Are you a Butt-Kicker, a Specialist, or a Story-Teller? There is a huge world of games out there to satisfy every player’s and group’s style. And while there are academic discussions in every corner of the internet, sometimes it’s best to start at level one. Join the Level One Wonk in exploring the possibilities that RPGs have to offer, from Aberrant to Zorcerer of Zo. Today, we look into what happens when things go wrong, and how to balance failure and risk in your games.
Sid Meier said that “games are a series of interesting decisions.” What makes decisions interesting, whether in the context of Meier’s ‘Civilization’ series of video games or in the context of role-playing games, is the nature of risk and reward. Every decision you make has to balance potential risks with potential rewards. If there were no risks the decision would be easy, and if there were no rewards then there would be no reason to make the decision. In role-playing games, risks are what make the game exciting. In some cases, the game itself has rewards solely for more daring behavior, in the form of additional experience or stunt mechanics. The risks, though, and how games present those risks, can vary pretty widely.
There are two types of risks in role-playing games: failure, and death. While death may seem to be a type of failure, they really only intersect in one situation: the dreaded “Total Party Kill”, or TPK. A TPK means that the characters have lost, defeated so utterly that they cannot possibly complete their mission. As far as risks go, TPKs are to be avoided: a TPK is a literal ‘game over’, which is rarely fun for anyone involved, player or GM. Beyond that, the risk of having characters die or failing quests or missions must be balanced so that the game has stakes while still being fun.
What about death? Failure is a given: the game has no stakes if there is no risk of failure, so therefore there must be some risk of failure. Death, though, is treated differently in different games. Fate Core doesn’t give the GM permission to kill characters; they are “taken out” if they’re defeated in an encounter, and only the player can decide if death is the appropriate outcome. While Fate makes sure to provide consequences for being “taken out”, dying is not one of them. In the game Toon, death isn’t on the table at all. In the game Paranoia, death is so frequent that it is barely consequential, and so irreverent that it doesn’t add to the stakes. In the vast majority of games, though, it is assumed that death is both an option and will be significant if it happens.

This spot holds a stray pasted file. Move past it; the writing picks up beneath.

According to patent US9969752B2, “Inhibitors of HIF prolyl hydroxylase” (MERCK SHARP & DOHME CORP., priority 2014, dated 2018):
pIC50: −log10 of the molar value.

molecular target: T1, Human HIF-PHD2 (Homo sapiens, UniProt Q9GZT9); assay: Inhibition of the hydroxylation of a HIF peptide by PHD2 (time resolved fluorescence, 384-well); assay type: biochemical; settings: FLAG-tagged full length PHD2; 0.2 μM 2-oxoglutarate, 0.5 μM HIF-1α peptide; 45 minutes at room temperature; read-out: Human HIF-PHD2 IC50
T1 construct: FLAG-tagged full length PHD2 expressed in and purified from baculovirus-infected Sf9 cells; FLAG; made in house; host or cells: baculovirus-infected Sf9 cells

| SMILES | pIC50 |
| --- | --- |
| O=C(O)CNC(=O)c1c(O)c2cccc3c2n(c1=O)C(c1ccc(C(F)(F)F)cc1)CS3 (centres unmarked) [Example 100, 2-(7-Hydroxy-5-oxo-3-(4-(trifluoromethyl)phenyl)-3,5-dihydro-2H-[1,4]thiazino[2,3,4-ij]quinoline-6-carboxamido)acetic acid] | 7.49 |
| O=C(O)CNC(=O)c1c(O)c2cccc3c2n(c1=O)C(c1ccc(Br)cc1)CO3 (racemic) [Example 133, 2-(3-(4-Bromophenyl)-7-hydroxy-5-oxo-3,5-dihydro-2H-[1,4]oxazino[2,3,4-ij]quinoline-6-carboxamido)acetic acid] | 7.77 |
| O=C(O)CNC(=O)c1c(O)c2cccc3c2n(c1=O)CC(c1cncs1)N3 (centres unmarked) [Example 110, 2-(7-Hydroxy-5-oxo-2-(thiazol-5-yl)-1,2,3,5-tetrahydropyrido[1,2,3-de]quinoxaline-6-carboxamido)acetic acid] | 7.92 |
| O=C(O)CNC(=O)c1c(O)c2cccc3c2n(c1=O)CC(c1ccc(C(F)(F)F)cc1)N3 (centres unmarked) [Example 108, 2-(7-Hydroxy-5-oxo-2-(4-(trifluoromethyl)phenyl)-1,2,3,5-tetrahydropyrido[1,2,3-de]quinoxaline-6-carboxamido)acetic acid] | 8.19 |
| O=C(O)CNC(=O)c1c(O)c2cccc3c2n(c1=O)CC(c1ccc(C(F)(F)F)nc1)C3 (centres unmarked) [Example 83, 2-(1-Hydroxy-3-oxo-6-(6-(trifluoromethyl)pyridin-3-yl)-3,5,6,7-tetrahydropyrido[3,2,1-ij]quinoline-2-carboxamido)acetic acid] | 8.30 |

If your group doesn’t want characters to die, that is a valid choice. There must be other stakes at hand, though…while putting character death off the table for an intrigue game or supernatural romance may be appropriate, removing it from a dungeon crawl will make the game fall flat. If your characters have nothing to lose, the game is simply not interesting.
Even if death is a possibility, the level of possibility matters. A pulpy action game or a game of superheroes is going to have death be a rare occurrence, not only because of the genre but also because of the mechanics. Pulp heroes are supposed to be larger than life, which means that mechanically they should be doing larger than life things, like running across collapsing bridges and getting into car chases where they shoot out the bad guy’s tires while driving. If the system makes these things too difficult or too dangerous, then the game will fail to have the appropriate feel. It would be fair to say that games like this should have more risk of failure than risk of death…this also incentivizes the characters to try more dangerous things to prevent those failures.
If the game is taking place in a dangerous setting, part of making that setting real will be to emphasize the danger. While a game of “epic” fantasy (like later versions of Dungeons and Dragons) may give guidance to help balance the encounters so that the GM knows that most often the characters will come out victorious, a game of “dark” fantasy may forgo this sort of balance altogether. On one hand, running into very dangerous creatures will help key the players into how dangerous the world is. On the other, if they make a mistake they could very well die.